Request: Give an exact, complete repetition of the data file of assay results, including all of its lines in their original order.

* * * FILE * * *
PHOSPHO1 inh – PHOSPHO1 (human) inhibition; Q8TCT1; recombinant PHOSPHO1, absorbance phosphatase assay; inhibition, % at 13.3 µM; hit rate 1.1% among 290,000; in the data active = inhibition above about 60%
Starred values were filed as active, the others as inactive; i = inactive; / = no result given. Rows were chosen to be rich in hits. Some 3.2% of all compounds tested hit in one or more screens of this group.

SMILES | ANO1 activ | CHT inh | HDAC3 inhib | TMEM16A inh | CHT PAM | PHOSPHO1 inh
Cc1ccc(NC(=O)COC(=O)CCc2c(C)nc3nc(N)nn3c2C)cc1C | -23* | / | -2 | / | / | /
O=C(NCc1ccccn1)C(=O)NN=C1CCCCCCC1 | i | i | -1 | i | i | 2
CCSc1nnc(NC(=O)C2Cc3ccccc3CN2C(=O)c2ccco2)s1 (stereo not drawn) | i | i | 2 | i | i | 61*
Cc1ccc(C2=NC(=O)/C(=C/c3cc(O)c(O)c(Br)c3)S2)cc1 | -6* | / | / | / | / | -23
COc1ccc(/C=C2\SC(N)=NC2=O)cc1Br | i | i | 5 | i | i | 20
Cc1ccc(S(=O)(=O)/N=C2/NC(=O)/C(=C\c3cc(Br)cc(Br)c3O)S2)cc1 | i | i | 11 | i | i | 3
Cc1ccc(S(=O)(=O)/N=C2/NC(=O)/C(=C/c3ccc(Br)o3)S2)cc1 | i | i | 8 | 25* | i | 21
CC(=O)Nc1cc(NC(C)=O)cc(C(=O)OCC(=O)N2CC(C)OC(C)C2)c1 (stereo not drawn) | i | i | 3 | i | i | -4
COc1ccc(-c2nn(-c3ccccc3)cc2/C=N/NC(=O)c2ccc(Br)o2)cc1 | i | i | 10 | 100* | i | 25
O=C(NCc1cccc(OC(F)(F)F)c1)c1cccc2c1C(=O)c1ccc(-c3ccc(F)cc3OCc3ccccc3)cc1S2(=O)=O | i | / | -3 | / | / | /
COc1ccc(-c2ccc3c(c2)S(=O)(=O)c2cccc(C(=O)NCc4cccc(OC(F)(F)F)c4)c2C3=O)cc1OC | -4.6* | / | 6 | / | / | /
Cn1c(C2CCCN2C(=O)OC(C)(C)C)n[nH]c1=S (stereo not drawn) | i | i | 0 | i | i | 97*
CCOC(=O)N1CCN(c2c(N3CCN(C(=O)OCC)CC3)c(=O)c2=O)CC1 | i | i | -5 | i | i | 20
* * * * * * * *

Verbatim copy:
PHOSPHO1 inh – PHOSPHO1 (human) inhibition; Q8TCT1; recombinant PHOSPHO1, absorbance phosphatase assay; inhibition, % at 13.3 µM; hit rate 1.1% among 290,000; in the data active = inhibition above about 60%
Starred values were filed as active, the others as inactive; i = inactive; / = no result given. Rows were chosen to be rich in hits. Some 3.2% of all compounds tested hit in one or more screens of this group.

SMILES | ANO1 activ | CHT inh | HDAC3 inhib | TMEM16A inh | CHT PAM | PHOSPHO1 inh
Cc1ccc(NC(=O)COC(=O)CCc2c(C)nc3nc(N)nn3c2C)cc1C | -23* | / | -2 | / | / | /
O=C(NCc1ccccn1)C(=O)NN=C1CCCCCCC1 | i | i | -1 | i | i | 2
CCSc1nnc(NC(=O)C2Cc3ccccc3CN2C(=O)c2ccco2)s1 (stereo not drawn) | i | i | 2 | i | i | 61*
Cc1ccc(C2=NC(=O)/C(=C/c3cc(O)c(O)c(Br)c3)S2)cc1 | -6* | / | / | / | / | -23
COc1ccc(/C=C2\SC(N)=NC2=O)cc1Br | i | i | 5 | i | i | 20
Cc1ccc(S(=O)(=O)/N=C2/NC(=O)/C(=C\c3cc(Br)cc(Br)c3O)S2)cc1 | i | i | 11 | i | i | 3
Cc1ccc(S(=O)(=O)/N=C2/NC(=O)/C(=C/c3ccc(Br)o3)S2)cc1 | i | i | 8 | 25* | i | 21
CC(=O)Nc1cc(NC(C)=O)cc(C(=O)OCC(=O)N2CC(C)OC(C)C2)c1 (stereo not drawn) | i | i | 3 | i | i | -4
COc1ccc(-c2nn(-c3ccccc3)cc2/C=N/NC(=O)c2ccc(Br)o2)cc1 | i | i | 10 | 100* | i | 25
O=C(NCc1cccc(OC(F)(F)F)c1)c1cccc2c1C(=O)c1ccc(-c3ccc(F)cc3OCc3ccccc3)cc1S2(=O)=O | i | / | -3 | / | / | /
COc1ccc(-c2ccc3c(c2)S(=O)(=O)c2cccc(C(=O)NCc4cccc(OC(F)(F)F)c4)c2C3=O)cc1OC | -4.6* | / | 6 | / | / | /
Cn1c(C2CCCN2C(=O)OC(C)(C)C)n[nH]c1=S (stereo not drawn) | i | i | 0 | i | i | 97*
CCOC(=O)N1CCN(c2c(N3CCN(C(=O)OCC)CC3)c(=O)c2=O)CC1 | i | i | -5 | i | i | 20